Software Engineer Career Guide

Image courtesy of NASA Commons


5 principles for managing and optimizing your tech career

For me, coding outside of work is not a “hobby”, it is a regimen akin to going to the gym


Please note: This page is currently stuck in an editing-but-not-done state (I edit right on the live page, usually), so the narrative doesn’t flow as lock-step as I would prefer. With any luck, I’ll finish cleaning it up by the end of the year, but for now, thanks for your patience.

This page collects my best advice on a career in software engineering and related fields. I hope you find some of it useful.

I use the term “software developer” since that’s what I do and know (and will continue to do for the foreseeable future). The jobs, and corresponding titles, in our broader IT field vary wildly: software engineer, web developer, devops specialist, database admin, etc. That said, I’m sure some of what I say below will apply narrowly, and some things will apply more broadly. I’ll try to provide descriptive titles, but otherwise you can decide for yourself.

Links to specific articles are provided below, after the Preface.


I have been a professional software engineer from 2002 to the present (2019), and in that time, the number and types of work roles that involve writing code to solve problems or otherwise “do stuff” has grown by a heck of a lot. Consider a few key examples:

  • The rise of Javascript (and the web as a platform, really) to become the world’s most used programming language (according to the Stack Overflow Developer Survey). This era started with the “web app heard ’round the worldarrival of Google Maps in 2005, which pretty much blew everyone’s mind with its use of AJAX to facilitate an actual interactive, real-time, and visually rich app in a browser, rather than just the standard forms-based websites of the day (of which Google Search itself was one, useful and lucrative as it was then and now).
  • There have always been people doing Data Science (e.g. in finance companies, research labs, etc) since the birth of the modern computer, all the way back to ENIAC (I get the feeling many people think Data Science is largely prediction and inference, but I believe simulation to be a critical third pillar). In college, I was pretty comfortable in Matlab. But things really exploded when open source packages, mostly for R and Python, really matured and became easy to get, use and learn (especially in interactive notebook environments like Jupyter). That, coupled with the rise of Cloud Computing and Big Data, led us to where we are today, where being a Data Scientist is a useful and coveted role.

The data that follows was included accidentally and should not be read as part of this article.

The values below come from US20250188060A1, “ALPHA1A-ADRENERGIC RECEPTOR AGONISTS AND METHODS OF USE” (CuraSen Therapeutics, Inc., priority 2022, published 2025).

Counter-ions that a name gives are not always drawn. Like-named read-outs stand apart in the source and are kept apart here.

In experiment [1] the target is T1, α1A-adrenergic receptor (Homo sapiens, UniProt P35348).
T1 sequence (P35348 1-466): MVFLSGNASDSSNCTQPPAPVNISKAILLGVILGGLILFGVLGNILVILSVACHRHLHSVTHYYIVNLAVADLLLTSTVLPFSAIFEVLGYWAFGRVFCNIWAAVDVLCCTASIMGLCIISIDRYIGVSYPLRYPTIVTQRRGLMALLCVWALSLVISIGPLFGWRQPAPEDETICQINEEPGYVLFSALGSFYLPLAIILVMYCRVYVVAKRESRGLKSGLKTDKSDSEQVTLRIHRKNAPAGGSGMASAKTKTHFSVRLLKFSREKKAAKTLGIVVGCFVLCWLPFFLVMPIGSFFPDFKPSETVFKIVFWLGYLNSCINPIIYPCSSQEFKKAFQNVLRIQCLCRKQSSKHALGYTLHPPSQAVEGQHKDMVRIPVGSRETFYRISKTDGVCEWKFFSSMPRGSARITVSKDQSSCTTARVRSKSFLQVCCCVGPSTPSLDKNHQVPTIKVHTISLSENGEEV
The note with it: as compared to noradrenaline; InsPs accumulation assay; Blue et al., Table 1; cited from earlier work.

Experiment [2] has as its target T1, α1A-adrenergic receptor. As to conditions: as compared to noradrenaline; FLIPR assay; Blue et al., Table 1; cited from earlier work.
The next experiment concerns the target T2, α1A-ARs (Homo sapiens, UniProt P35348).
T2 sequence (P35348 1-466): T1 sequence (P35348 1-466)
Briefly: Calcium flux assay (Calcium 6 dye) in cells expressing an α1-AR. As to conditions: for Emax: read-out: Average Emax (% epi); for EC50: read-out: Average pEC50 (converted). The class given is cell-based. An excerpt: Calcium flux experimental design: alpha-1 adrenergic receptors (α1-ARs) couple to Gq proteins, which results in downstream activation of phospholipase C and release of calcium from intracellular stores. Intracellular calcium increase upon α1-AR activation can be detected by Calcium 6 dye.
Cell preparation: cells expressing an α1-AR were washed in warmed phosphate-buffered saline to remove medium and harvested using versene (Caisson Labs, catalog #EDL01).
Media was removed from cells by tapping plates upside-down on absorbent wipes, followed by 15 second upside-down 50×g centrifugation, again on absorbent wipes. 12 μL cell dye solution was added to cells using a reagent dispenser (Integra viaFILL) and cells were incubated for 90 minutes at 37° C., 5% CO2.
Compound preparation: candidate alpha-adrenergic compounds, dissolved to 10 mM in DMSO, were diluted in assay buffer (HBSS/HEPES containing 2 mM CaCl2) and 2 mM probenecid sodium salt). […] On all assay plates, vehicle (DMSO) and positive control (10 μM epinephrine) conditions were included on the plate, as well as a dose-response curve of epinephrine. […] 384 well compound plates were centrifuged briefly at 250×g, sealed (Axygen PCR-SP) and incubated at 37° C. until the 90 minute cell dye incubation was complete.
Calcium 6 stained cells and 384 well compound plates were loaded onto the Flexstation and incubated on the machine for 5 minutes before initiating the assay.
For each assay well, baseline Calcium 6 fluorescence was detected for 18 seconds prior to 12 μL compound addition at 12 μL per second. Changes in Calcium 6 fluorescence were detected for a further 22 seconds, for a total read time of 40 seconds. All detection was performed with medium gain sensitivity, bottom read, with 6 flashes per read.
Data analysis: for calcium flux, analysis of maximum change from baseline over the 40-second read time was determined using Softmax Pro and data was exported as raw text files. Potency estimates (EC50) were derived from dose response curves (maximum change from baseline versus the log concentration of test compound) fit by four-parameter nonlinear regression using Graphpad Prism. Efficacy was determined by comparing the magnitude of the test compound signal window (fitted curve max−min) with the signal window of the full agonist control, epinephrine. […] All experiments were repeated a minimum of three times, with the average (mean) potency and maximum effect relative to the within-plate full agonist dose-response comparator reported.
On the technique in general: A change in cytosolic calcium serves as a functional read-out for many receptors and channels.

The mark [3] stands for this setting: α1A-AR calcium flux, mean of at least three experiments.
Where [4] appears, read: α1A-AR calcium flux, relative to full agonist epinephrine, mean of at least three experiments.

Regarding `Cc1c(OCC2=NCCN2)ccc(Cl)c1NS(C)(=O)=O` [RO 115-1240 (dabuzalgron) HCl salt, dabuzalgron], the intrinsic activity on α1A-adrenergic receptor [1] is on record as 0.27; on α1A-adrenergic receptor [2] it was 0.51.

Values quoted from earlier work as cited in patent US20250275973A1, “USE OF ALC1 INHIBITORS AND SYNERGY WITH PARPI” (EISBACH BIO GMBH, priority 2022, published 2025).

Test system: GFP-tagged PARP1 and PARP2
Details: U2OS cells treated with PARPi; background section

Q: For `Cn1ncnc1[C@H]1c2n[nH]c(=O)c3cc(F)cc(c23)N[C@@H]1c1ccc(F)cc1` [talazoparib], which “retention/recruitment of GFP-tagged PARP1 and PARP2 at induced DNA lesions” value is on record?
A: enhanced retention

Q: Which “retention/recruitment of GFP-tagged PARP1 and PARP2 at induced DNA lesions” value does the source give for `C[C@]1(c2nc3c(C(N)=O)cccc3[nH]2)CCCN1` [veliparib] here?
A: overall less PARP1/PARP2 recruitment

• Similarly, the rise of “coding bootcamps” as alternatives to a “classical” university or college education in Computer Science or Electrical Engineering, especially for people transitioning from another background, often to get a better paying job or more promising career track.

And so on. Just like the rapper Drake called his playlist-album More Life, you could describe the above trend as “More Code”. And my personal frame of reference doesn’t even cover two full decades. In 2002, Google had not yet IPO’d, “Zuck” was just starting university (FaceMash is dated to July 2003), and to most people (in the US at least), “using a computer” meant using a Windows desktop machine. Goldman Sachs estimated that Microsoft’s effective (personal computing) market share dropped from 97% in 2000 to 20% in 2012. These precipitous changes don’t happen all in one day, but the decade-centric rate of change is pretty incredible.

Furthermore, the world has not even remotely reached a saturation point, or “Peak Code” if you will, in the demand for code and coders. Technologically, there is no such limit, as there are always more problems to tackle (and I’m skeptical of General AI any time soon), although economically most of us are at the mercy of the economic machine, with its All Too Human cycles of leveraging and deleveraging of capital), and so how many people are paid to code will vary over time. If you don’t think “highly” skilled labor markets can saturate, consider what started happening to lawyers a few years back.